What Is a Middle-Market Firm?

Malcolm Tatum

A middle-market firm is a business operation that consistently produces annual revenues that are along the middle range of the economic spectrum within a given nation or industry. The term is sometimes used to refer to companies that are only slightly smaller than the five largest companies within a specified industry, regardless of the annual revenue that is generated. This means that when referring to a company as a middle-market firm, it is important to ascertain the criterion that is used to designate between a dominant company, a middle-market company, and a small company.

Businessman giving a thumbs-up
Businessman giving a thumbs-up

One example of how a company may be classified as a middle-market firm is to consider the practice that is common within the finance industry, in particular with accounting firms. In this setting, specific companies are referred to as the Big Four, and are considered the dominant firms. Other accounting firms that are not quite as prosperous as the current roster of firms included as part of the Big Four would be considered middle market companies, assuming those firms generated a certain amount of revenue each year. Opinions on exactly what constitutes the minimum amount of annual revenue must be produced in order to be classed as a middle-market firm varies, even within the accounting industry.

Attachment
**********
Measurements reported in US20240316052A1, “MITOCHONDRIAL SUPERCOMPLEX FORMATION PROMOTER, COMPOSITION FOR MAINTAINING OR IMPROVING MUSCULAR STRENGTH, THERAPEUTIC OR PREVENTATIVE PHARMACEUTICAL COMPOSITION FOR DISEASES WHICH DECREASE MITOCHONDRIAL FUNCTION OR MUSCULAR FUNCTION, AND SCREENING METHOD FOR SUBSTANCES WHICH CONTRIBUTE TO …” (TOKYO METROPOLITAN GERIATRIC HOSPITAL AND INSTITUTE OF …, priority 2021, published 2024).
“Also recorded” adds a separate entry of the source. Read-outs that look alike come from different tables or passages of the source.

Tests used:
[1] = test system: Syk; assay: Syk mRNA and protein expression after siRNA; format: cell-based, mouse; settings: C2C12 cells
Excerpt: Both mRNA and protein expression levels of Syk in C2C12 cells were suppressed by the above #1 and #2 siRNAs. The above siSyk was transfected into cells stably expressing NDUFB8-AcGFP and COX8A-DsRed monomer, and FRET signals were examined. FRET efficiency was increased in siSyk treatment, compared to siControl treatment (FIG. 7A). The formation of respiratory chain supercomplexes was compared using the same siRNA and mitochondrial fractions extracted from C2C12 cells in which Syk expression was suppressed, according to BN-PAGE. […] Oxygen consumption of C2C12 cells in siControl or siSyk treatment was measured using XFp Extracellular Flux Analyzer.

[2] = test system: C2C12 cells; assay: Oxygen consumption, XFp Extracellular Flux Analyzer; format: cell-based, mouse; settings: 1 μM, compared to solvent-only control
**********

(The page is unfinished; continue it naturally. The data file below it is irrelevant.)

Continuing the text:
Another point of view on what constitutes a middle-market firm focuses not only on annual revenue but the number of employees associated with a given firm. Depending on the nature of the industry under consideration, a company with anywhere from a dozen to 100 employees and a certain level of yearly revenue would be considered middle-market. With other industries, 100 employees would be considered a minimum, with companies employing up to 1,000 individuals being classed as middle-market.

In most nations, the impact of the middle-market firm on the economy is significant. Job opportunities are often more plentiful within firms of this classification, and the chances to advance are often greater. In addition, the cumulative economic power of these middle-sized firms can usually rival or even exceed the influence of the dominant firms, a factor that helps to promote competition within an industry and ultimately motivate the development of new products and services for consumption by customers. For this reason, many governments have incentives in place that help to support middle-market firm activity as a means of keeping the economy stable, minimizing unemployment rates and in general aiding in maintaining an equitable standard of living for the population.

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